In the second row, large adults will find adequate head and leg room, good under-thigh support, and plenty of foot space under the front seats. 

SE L specification delivers Skoda’s Varioflex back seats as standard (all three of which tilt and fold individually, and can also be removed completely, one by one or all together), and they add considerable carrying versatility to the Karoq’s armoury. 

Take all three back seats out and there’s room for more than 1800 litres of cargo, which is genuine van-like outright capacity. Leave them in, however, and your second-row passengers enjoy picnic tables, with built-in cupholders, that fold out of the seatback in front; tablet holders that can retain a device at eye level, attached to the front headrest anchorages; good-sized door bins; a 12V power supply at the base of the centre console; and even, in the case of our test car, optional heated rear seats.

In the boot, you’ll find several separate storage cubbies to contain smaller loose items, as well as a pair of sliding storage hooks mounted on rails on each side of the cargo bay just below window-line height. The latter are very handy indeed for securing smaller bags. There’s also Skoda’s customary removable boot light-cum-torch, as well as a load bay cover that, being secured to the bootlid rather than the boot sides when closed, is never in your way when loading or unloading.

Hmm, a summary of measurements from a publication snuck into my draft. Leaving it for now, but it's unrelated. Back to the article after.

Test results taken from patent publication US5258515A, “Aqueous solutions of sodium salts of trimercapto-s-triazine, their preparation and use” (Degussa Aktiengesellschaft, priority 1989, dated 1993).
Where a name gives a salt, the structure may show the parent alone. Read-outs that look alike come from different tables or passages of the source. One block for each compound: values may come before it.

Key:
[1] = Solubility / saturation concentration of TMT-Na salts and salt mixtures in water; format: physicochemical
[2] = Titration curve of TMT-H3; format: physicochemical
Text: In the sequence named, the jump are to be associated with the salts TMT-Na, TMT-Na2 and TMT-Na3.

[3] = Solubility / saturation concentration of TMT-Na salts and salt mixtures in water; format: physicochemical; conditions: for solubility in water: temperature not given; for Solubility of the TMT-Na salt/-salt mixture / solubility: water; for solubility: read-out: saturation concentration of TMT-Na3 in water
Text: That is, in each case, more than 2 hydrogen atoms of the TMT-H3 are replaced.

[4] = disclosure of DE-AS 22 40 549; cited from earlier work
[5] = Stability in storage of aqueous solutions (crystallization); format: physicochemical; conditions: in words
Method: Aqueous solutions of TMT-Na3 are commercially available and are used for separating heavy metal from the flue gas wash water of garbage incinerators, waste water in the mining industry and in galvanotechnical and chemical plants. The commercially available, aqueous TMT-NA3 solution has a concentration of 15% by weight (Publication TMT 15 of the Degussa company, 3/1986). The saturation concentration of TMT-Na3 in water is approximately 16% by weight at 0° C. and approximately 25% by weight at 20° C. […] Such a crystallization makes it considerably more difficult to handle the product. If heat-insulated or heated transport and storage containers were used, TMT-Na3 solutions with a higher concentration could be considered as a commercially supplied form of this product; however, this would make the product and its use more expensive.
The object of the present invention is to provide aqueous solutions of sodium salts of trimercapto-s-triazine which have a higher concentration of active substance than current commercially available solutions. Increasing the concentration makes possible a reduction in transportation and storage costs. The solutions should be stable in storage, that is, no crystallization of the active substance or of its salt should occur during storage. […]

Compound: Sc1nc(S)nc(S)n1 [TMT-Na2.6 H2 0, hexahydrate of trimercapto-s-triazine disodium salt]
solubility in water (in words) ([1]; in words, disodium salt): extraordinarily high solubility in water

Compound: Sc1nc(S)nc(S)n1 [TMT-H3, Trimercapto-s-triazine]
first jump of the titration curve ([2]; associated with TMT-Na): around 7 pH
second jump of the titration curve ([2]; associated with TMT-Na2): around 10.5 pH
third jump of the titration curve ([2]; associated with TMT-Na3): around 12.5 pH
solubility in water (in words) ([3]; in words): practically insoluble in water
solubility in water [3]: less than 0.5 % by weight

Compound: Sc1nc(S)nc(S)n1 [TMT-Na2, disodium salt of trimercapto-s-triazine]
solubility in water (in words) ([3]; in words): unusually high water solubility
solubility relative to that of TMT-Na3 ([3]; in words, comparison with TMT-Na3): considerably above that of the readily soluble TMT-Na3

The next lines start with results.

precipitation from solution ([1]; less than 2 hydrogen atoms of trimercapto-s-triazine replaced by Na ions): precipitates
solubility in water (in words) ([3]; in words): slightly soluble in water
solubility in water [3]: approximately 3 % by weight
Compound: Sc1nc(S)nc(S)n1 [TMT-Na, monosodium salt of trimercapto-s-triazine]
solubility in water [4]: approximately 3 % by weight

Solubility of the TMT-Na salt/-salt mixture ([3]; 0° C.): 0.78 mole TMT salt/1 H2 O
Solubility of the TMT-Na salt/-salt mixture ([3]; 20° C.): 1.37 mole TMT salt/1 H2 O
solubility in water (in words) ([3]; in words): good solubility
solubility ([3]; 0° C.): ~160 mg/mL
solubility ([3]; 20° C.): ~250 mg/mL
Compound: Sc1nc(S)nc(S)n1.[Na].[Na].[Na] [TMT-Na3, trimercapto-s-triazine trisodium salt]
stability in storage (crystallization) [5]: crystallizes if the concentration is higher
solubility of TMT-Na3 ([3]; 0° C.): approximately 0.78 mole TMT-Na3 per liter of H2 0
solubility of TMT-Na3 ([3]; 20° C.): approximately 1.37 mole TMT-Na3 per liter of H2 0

Among other ‘simply clever’ functional inclusions is an ice scraper for the windscreen carried inside the fuel flap; an umbrella you’ll find under the passenger seat; and, as an option, a powered tailgate that’s clever enough to recognise a downward tug as a sign that it should motor close rather than fight to stay open.

They complete a picture of thoroughly attentive practicality for the Karoq the likes of which few cars in its class can really approach.

Skoda Karoq multimedia

Skoda offers three touchscreen infotainment systems across the Karoq range. Entry-level cars get an 8.0in Amundsen system as standard. This comes without gesture control (which we don’t much like anyway) but retains knobs for volume and map zoom (which we do like – and which is missing from the top-of-the-line Columbus system). It looks good and is easy to use.

The Amundsen system includes navigation as standard, and you can add Virtual Cockpit digital instruments and wireless device charging by upgrading the Amundsen Plus system (£640). The squarish-aspect screen is easily big enough to relay mapping at useful scale and in detail, and the system is easy to program and to follow. Generally, it accepts a voice-commanded destination at the first time of asking.